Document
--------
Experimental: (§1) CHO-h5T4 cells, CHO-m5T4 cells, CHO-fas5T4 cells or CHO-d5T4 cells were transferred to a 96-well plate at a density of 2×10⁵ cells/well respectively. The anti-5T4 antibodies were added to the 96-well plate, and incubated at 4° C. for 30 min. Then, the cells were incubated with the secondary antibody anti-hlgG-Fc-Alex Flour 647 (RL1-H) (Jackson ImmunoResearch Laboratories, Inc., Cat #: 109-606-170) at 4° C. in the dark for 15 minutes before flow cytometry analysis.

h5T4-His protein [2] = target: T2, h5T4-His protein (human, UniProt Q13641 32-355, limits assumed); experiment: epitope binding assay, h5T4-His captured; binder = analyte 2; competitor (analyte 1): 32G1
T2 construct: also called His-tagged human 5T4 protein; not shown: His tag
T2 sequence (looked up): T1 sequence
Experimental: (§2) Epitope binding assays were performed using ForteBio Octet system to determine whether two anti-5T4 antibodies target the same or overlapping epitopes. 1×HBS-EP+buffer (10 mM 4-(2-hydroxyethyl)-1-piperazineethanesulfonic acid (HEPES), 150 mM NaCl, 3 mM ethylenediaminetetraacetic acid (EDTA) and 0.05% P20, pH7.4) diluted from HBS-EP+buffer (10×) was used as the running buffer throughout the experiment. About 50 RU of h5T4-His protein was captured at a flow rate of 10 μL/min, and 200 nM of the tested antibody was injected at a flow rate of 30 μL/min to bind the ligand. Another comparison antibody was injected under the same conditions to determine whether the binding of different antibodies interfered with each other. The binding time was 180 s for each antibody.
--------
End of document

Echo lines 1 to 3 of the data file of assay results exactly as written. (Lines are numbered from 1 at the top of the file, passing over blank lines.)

Experimental: (§1) CHO-h5T4 cells, CHO-m5T4 cells, CHO-fas5T4 cells or CHO-d5T4 cells were transferred to a 96-well plate at a density of 2×10⁵ cells/well respectively. The anti-5T4 antibodies were added to the 96-well plate, and incubated at 4° C. for 30 min. Then, the cells were incubated with the secondary antibody anti-hlgG-Fc-Alex Flour 647 (RL1-H) (Jackson ImmunoResearch Laboratories, Inc., Cat #: 109-606-170) at 4° C. in the dark for 15 minutes before flow cytometry analysis.

h5T4-His protein [2] = target: T2, h5T4-His protein (human, UniProt Q13641 32-355, limits assumed); experiment: epitope binding assay, h5T4-His captured; binder = analyte 2; competitor (analyte 1): 32G1
T2 construct: also called His-tagged human 5T4 protein; not shown: His tag